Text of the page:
Notch > November 1st
On this day in 1961, SNCC workers Charles Sherrod and Cordell Reagon, along with nine members of the NAACP Youth Council—funded by local business man Tom Chatmon—test new Interstate Commerce Commission (ICC) rules at Trailways bus station in Albany, Georgia.

Charles & Shirley Sherrod: Hyper Gym, Albany State University, June 2011

Meeting Rev. Charles Sherrod at the 50th Anniversary of the Albany Movement back in June 2011 was a momentous occasion for me. He was one of the Student Non-Violent Coordinating Committee (SNCC)) field secretaries who came to Albany half a century ago to work on voter registration; ended up carving a Movement and never left. He and his wife, Shirley Sherrod, still live in southwest Georgia, and still champion the empowerment of black families with The Southwest Georgia Project.

I had tried in vain to connect with Charles by email, and had seen him at a distance at the opening session of the Anniversary in the Hyper Gym. I was even introduced to him, but the timing wasn’t right, we were taking our seats to hear the keynote delivered by Dr. William Anderson, the first president of the Albany Movement.

Generally speaking,  I’m a person who “meets no strangers”—as we say in SOWEGA (southwest Georgia)—but for some reason it was not easy for me to walk up to Charles and introduce myself. Later, this seemed absurd because—as many had told me—he is one of the nicest guys you’ll ever meet. I mistook his graceful, reserved manner for something unapproachable.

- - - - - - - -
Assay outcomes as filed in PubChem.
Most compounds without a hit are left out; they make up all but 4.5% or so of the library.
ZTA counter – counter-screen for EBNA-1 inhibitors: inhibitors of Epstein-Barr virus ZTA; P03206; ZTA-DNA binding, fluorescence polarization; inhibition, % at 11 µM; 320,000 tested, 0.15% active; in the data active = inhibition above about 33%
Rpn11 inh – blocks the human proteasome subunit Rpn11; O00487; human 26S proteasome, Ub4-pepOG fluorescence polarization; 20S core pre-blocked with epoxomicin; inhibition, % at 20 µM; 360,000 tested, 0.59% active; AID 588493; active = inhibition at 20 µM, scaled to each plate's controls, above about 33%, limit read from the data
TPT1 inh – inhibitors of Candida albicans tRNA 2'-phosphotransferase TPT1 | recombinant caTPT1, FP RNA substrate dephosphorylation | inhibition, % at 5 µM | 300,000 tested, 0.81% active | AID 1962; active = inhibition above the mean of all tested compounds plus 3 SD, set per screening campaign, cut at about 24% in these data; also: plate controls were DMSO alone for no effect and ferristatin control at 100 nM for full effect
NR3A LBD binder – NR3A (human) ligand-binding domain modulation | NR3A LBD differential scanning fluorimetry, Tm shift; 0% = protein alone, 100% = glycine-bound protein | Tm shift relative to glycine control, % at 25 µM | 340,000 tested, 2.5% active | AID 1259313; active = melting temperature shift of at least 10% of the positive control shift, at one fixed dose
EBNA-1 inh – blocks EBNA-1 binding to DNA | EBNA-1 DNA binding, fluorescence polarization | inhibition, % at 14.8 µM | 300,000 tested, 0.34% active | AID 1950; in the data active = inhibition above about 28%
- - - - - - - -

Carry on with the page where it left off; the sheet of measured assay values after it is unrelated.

Charles is a man of few words. I finally plucked up the nerve to asked for an interview, and he asked if I had a car, said I could drive him to a function that evening and we could talk then. That was easy. I settled into my chair to knit and take notes on the rest of the sessions. Then a little later, during a lull in one of the longer sessions, he came to me in the  and whispered, “Let’s talk now,” and headed for the doors, carrying his granddaughter in his arms. I quickly closed my notebook, stashed the knitting and rolled my carry-on camera bag down the aisle to catch him. We sat in a quiet room across the lobby and in his very deliberate, peaceful way, he talked about coming to Albany back in 1961armed with only the names of two local people. He was totally at the mercy of black families around Doughtery County whose homes became “Freedom Houses”.  He never wanted for meals or a place to sleep. In fact, most times there was a contest to see who would feed and house him for the night.

Charles Sherrod came to Albany to lead, to teach, to help black folk find a voice. When I asked what a typical day in the Movement would’ve been like for an 18-year old he said, “We told them that they would face danger everyday; some kind of violence everyday, in the guerilla type lifestyle they had chosen.”  It was made clear to recruits that if you weren’t prepared for such a life, then working in the Movement was not for you.